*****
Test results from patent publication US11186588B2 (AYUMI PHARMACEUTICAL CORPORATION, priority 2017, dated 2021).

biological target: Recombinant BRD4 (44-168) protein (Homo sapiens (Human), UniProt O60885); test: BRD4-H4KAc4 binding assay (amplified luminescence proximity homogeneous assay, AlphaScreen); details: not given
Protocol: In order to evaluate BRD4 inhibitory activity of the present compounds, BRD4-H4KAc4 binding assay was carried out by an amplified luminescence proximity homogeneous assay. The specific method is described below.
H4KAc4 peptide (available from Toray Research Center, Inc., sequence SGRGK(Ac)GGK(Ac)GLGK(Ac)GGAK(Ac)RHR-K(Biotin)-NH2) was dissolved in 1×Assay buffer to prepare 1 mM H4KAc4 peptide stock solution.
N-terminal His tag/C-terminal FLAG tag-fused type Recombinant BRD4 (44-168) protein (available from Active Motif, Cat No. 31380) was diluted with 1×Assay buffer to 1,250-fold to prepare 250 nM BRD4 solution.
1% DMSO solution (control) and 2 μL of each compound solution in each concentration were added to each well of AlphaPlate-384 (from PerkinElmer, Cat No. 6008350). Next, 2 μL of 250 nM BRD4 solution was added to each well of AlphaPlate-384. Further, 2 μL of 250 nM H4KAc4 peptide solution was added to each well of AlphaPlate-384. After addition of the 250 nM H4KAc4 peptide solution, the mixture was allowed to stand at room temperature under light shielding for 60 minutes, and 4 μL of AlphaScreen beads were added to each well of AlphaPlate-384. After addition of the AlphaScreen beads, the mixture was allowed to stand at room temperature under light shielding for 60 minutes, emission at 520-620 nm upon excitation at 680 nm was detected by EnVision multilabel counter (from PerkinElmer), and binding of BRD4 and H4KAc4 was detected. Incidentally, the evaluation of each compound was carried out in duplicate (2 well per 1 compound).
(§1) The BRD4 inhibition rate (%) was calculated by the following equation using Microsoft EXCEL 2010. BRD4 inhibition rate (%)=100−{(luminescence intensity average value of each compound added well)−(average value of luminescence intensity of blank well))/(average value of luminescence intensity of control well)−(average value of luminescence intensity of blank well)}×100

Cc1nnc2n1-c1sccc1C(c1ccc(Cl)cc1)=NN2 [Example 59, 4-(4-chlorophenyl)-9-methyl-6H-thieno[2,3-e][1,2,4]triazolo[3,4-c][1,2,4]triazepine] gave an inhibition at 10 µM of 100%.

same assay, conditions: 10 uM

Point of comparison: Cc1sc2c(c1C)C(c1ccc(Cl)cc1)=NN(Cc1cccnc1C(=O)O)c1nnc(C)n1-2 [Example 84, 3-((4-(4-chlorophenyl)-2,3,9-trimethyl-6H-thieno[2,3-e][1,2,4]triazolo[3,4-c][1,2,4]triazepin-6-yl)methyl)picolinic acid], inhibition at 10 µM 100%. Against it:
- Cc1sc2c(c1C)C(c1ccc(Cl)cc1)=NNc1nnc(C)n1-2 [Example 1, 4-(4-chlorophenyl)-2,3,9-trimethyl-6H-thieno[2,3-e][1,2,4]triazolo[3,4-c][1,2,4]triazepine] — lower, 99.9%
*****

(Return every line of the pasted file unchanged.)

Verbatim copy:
Test results from patent publication US11186588B2 (AYUMI PHARMACEUTICAL CORPORATION, priority 2017, dated 2021).

biological target: Recombinant BRD4 (44-168) protein (Homo sapiens (Human), UniProt O60885); test: BRD4-H4KAc4 binding assay (amplified luminescence proximity homogeneous assay, AlphaScreen); details: not given
Protocol: In order to evaluate BRD4 inhibitory activity of the present compounds, BRD4-H4KAc4 binding assay was carried out by an amplified luminescence proximity homogeneous assay. The specific method is described below.
H4KAc4 peptide (available from Toray Research Center, Inc., sequence SGRGK(Ac)GGK(Ac)GLGK(Ac)GGAK(Ac)RHR-K(Biotin)-NH2) was dissolved in 1×Assay buffer to prepare 1 mM H4KAc4 peptide stock solution.
N-terminal His tag/C-terminal FLAG tag-fused type Recombinant BRD4 (44-168) protein (available from Active Motif, Cat No. 31380) was diluted with 1×Assay buffer to 1,250-fold to prepare 250 nM BRD4 solution.
1% DMSO solution (control) and 2 μL of each compound solution in each concentration were added to each well of AlphaPlate-384 (from PerkinElmer, Cat No. 6008350). Next, 2 μL of 250 nM BRD4 solution was added to each well of AlphaPlate-384. Further, 2 μL of 250 nM H4KAc4 peptide solution was added to each well of AlphaPlate-384. After addition of the 250 nM H4KAc4 peptide solution, the mixture was allowed to stand at room temperature under light shielding for 60 minutes, and 4 μL of AlphaScreen beads were added to each well of AlphaPlate-384. After addition of the AlphaScreen beads, the mixture was allowed to stand at room temperature under light shielding for 60 minutes, emission at 520-620 nm upon excitation at 680 nm was detected by EnVision multilabel counter (from PerkinElmer), and binding of BRD4 and H4KAc4 was detected. Incidentally, the evaluation of each compound was carried out in duplicate (2 well per 1 compound).
(§1) The BRD4 inhibition rate (%) was calculated by the following equation using Microsoft EXCEL 2010. BRD4 inhibition rate (%)=100−{(luminescence intensity average value of each compound added well)−(average value of luminescence intensity of blank well))/(average value of luminescence intensity of control well)−(average value of luminescence intensity of blank well)}×100

Cc1nnc2n1-c1sccc1C(c1ccc(Cl)cc1)=NN2 [Example 59, 4-(4-chlorophenyl)-9-methyl-6H-thieno[2,3-e][1,2,4]triazolo[3,4-c][1,2,4]triazepine] gave an inhibition at 10 µM of 100%.

same assay, conditions: 10 uM

Point of comparison: Cc1sc2c(c1C)C(c1ccc(Cl)cc1)=NN(Cc1cccnc1C(=O)O)c1nnc(C)n1-2 [Example 84, 3-((4-(4-chlorophenyl)-2,3,9-trimethyl-6H-thieno[2,3-e][1,2,4]triazolo[3,4-c][1,2,4]triazepin-6-yl)methyl)picolinic acid], inhibition at 10 µM 100%. Against it:
- Cc1sc2c(c1C)C(c1ccc(Cl)cc1)=NNc1nnc(C)n1-2 [Example 1, 4-(4-chlorophenyl)-2,3,9-trimethyl-6H-thieno[2,3-e][1,2,4]triazolo[3,4-c][1,2,4]triazepine] — lower, 99.9%